“The main thing is to refine materials in a more human direction.”
A revered name in Finland, and an icon of Scandinavian design, Alvar Aalto is synonymous with a more 'humanistic' brand of modernism, characterized by organic forms and material warmth—an esthetic preference which stands in stark contrast to Le Corbusier's rectilinear, glass-and-steel ethos.
While Aalto's architectural style falls within the overall cannon of Scandinavian Modernism, his preference for undulating shapes and tactile surfaces spawned a body of architectural work entirely distinct from his contemporaries. Like Charles and Ray Eames across the Atlantic, Aalto's groundbreaking experiments with bent plywood expanded the boundaries of what was thought possible with the material, and became a hallmark of both his buildings and his furniture.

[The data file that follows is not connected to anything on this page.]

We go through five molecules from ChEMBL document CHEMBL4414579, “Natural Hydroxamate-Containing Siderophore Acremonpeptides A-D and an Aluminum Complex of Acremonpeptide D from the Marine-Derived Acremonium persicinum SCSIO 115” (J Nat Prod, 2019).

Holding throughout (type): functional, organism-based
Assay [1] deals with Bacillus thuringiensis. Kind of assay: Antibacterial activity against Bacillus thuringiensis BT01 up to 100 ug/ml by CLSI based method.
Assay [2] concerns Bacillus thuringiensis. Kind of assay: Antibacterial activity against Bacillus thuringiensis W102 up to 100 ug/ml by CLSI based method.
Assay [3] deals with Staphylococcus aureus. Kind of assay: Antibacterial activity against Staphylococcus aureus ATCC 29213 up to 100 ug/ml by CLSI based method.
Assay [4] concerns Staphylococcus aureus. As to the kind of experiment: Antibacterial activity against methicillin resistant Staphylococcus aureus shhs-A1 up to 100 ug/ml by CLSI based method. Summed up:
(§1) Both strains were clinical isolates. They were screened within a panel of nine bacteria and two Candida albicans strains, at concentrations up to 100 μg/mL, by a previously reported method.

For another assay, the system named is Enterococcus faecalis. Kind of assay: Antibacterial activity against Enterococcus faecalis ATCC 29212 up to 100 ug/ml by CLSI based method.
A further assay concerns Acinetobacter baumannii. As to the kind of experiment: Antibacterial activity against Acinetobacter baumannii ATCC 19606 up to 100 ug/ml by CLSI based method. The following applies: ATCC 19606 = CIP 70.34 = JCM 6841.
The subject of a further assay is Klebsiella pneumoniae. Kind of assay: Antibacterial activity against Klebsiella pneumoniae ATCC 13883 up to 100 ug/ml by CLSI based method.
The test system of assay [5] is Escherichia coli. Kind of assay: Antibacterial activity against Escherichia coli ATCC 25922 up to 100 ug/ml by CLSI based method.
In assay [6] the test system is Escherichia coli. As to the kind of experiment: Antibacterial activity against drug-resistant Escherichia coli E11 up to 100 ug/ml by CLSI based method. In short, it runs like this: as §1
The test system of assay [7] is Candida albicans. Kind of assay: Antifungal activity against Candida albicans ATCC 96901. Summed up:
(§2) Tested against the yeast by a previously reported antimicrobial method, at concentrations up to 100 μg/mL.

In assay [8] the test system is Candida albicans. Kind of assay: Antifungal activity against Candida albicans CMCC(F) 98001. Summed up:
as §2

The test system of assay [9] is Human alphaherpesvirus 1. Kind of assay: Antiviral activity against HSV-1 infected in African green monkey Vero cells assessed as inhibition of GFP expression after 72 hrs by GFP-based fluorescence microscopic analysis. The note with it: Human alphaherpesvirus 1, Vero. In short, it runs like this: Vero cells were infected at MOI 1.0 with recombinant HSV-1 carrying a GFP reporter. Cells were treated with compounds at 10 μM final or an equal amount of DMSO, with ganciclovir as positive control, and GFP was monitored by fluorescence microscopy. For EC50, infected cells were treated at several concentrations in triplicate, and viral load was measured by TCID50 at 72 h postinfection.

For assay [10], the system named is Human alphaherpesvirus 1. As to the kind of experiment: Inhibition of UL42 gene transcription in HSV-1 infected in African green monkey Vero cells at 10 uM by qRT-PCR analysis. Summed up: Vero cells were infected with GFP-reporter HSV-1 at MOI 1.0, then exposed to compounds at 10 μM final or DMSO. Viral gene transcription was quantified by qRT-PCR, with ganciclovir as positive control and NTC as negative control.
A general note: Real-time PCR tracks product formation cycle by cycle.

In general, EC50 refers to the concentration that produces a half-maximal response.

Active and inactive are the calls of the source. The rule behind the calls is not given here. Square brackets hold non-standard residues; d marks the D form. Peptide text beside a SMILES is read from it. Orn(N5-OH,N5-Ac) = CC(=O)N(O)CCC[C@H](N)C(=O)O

In 1935, Aalto and his wife Aino founded Artek, a design and manufacturing studio through which his experiments with bent plywood could be exactingly realized. Artek remains the sole manufacturer of Aalto furniture, and one of his many lasting legacies. Aalto's interest in materials extended beyond wood—exemplified by his Aalto Vase, a gently rhythmic, instantly recognizable form, rumored to have been inspired by the shape of a woman's blouse. Fitting for a man whose name translates to the Finnish word for 'wave,' Alvar Alto, it seems, could never stray far from his beloved curves.